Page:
Let's say a prior web developer placed a copyright notice on a website in the web developer's and not the client's name. The prior web developer has been hostile and actually took the site down for some months last year. Site gets put back up just prior to a court date where client and prior web developer are in dispute because of tenant/landlord relationship.
<u> tags, improved readability, SEO, accessibility, update-abilty.
There was (surprise!) no contract between prior web developer and client, just word of mouth. And until prior web developer was a bozo, was perfectly reasonable entity. Though apparently prior web developer refused to do any updates for several years.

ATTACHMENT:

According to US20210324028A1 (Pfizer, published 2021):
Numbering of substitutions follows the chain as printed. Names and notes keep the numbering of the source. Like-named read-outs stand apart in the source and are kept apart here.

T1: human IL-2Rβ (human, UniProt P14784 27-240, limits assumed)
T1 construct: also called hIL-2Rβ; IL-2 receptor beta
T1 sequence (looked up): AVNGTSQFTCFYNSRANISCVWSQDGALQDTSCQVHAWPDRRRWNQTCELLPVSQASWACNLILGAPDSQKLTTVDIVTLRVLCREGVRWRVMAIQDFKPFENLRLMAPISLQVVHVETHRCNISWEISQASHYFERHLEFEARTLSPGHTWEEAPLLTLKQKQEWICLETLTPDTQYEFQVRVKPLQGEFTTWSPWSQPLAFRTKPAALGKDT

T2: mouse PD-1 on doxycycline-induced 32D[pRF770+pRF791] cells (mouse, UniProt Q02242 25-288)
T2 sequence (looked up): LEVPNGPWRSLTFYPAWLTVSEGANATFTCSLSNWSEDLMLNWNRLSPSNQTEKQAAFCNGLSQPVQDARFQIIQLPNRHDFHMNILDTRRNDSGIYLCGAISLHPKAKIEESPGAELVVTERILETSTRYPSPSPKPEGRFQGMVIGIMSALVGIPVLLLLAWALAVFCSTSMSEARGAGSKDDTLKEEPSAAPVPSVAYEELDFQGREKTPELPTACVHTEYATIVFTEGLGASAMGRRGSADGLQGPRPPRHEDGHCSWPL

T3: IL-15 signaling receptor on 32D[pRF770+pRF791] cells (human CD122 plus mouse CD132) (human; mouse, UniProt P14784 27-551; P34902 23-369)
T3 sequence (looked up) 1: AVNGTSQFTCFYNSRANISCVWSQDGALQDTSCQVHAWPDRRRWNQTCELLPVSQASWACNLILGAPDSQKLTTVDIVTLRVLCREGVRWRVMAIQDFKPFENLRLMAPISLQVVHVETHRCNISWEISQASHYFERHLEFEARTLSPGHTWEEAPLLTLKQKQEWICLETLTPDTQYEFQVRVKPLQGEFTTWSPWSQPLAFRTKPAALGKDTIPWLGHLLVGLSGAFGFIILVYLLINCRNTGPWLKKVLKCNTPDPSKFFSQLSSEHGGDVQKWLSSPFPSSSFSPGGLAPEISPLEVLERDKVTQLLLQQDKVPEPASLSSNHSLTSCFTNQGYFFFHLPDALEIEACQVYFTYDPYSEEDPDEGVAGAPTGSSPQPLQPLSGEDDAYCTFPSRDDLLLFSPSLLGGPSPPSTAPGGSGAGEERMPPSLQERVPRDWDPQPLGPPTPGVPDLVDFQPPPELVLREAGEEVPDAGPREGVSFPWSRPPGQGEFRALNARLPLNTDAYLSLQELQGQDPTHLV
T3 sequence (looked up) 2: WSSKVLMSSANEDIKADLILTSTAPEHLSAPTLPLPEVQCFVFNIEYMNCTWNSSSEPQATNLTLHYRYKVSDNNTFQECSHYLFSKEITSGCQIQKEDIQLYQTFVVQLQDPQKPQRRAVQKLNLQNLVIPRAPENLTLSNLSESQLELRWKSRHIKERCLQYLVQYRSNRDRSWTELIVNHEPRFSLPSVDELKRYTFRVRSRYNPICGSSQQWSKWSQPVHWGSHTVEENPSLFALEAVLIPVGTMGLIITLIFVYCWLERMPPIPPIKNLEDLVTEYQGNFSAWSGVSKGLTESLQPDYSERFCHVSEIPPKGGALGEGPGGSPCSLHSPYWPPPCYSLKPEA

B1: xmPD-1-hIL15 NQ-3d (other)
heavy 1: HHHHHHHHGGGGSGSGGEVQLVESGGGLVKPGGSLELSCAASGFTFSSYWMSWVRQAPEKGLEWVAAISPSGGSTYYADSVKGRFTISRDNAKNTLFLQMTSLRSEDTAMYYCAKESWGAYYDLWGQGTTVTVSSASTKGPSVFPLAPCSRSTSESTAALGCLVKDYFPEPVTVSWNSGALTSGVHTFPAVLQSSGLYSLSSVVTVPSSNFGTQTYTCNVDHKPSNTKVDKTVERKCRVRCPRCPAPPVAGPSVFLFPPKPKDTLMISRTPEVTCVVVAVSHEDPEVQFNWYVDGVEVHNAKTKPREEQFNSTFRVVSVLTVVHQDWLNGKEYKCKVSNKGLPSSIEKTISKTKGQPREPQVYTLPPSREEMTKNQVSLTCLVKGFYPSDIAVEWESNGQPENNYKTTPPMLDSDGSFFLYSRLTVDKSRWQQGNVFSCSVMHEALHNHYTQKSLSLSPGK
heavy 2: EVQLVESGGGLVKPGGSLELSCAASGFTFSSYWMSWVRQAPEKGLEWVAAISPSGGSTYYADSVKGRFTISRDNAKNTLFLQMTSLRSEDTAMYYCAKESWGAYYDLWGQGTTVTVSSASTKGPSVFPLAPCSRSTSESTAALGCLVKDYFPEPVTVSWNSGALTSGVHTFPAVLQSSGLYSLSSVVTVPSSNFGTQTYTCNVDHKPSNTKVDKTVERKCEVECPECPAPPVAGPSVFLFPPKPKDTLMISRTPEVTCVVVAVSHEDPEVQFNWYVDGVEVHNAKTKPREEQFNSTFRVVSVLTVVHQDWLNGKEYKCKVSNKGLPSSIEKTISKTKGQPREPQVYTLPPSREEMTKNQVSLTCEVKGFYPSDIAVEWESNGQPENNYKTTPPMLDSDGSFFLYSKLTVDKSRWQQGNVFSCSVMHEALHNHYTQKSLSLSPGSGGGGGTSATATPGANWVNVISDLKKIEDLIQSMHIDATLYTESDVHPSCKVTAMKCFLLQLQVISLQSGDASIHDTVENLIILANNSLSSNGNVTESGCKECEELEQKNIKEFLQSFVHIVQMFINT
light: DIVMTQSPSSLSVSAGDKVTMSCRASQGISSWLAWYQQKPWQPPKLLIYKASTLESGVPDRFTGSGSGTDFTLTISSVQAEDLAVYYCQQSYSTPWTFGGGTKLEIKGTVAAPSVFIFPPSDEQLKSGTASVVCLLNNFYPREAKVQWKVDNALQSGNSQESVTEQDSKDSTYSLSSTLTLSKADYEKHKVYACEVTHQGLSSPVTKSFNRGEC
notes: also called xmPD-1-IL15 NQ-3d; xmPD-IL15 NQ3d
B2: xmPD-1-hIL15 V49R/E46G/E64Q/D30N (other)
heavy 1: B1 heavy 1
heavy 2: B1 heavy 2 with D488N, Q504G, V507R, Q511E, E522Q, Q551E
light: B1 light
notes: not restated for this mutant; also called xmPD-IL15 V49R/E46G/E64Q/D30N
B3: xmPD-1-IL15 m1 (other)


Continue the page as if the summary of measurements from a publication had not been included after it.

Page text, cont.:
Practically though, the design is unremarkable, a header, nav, and middle scrolling content window with images, and an empty footer.
So, now, the question (at last!): Does that copyright that the prior web developer put on the site mean anything legally? Assume it's archived in The Wayback Machine so anyone could see it if they look. Are there any other pitfalls in this situation the web developer should worry about? Any pitfalls for the client (beyond the standing bad blood)? Is it all such a mess already the practical step of moving and slightly-improving the site make the prior copyright a moot point?